Asunto(s)
Trastornos Relacionados con Sustancias , Adulto , Humanos , Estados Unidos , Trastornos Relacionados con Sustancias/terapia , Hispánicos o Latinos , Massachusetts , Boston
10.
Ann Clin Psychiatry ; 35(1): 31-38, 2023 Feb.
Artículo en Inglés | MEDLINE | ID: mdl-36716467

RESUMEN

BACKGROUND: Substance use disorders (SUDs) are associated with high rates of comorbid depression. Finding effective treatments for many of the substances of abuse is still an area of developing research. Repetitive transcranial magnetic stimulation (rTMS) is an established treatment for depression, but its effects in SUDs are less conclusive. Therefore, we aimed to investigate the effect of rTMS in patients with SUDs and comorbid major depressive disorder (MDD). METHODS: We conducted a retrospective observational study of 55 patients with SUDs and comorbid MDD who were eligible for rTMS. Craving was measured using the Brief Substance Craving Scale (BSCS). Severity of MDD was measured using the Clinical Global Impression-Severity (CGI-S) scale. RESULTS: We found a statistically significant difference between baseline and posttreatment scores in patients receiving rTMS on both CGI-S scores and BSCS scores. The number of rTMS sessions significantly predicted increased days of abstinence in the community, even after controlling for confounders. CONCLUSIONS: Patients with SUDs and MDD who received rTMS significantly improved in the areas of severity of depression and craving. The number of rTMS sessions significantly predicted increased abstinence.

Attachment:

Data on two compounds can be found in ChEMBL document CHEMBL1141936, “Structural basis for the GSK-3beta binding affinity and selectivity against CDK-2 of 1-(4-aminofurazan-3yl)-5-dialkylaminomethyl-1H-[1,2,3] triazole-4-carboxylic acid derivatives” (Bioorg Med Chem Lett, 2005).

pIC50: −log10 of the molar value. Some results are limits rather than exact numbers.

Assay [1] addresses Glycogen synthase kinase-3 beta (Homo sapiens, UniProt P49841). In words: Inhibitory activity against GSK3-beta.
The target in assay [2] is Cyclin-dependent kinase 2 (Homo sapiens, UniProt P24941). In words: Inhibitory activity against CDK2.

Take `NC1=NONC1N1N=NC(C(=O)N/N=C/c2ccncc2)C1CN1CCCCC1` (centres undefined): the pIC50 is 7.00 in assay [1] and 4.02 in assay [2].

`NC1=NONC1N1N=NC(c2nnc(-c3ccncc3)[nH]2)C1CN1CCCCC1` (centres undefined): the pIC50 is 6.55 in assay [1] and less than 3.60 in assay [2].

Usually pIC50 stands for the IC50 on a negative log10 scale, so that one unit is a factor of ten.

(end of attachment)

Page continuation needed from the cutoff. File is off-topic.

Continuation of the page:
Asunto(s)
Trastorno Depresivo Mayor , Trastornos Relacionados con Sustancias , Estimulación Magnética Transcraneal , Humanos , Depresión , Trastorno Depresivo Mayor/epidemiología , Trastorno Depresivo Mayor/terapia , Corteza Prefrontal/fisiología , Trastornos Relacionados con Sustancias/epidemiología , Trastornos Relacionados con Sustancias/terapia , Resultado del Tratamiento
11.
Subst Use Misuse ; 58(3): 331-345, 2023.
Artículo en Inglés | MEDLINE | ID: mdl-36592043

RESUMEN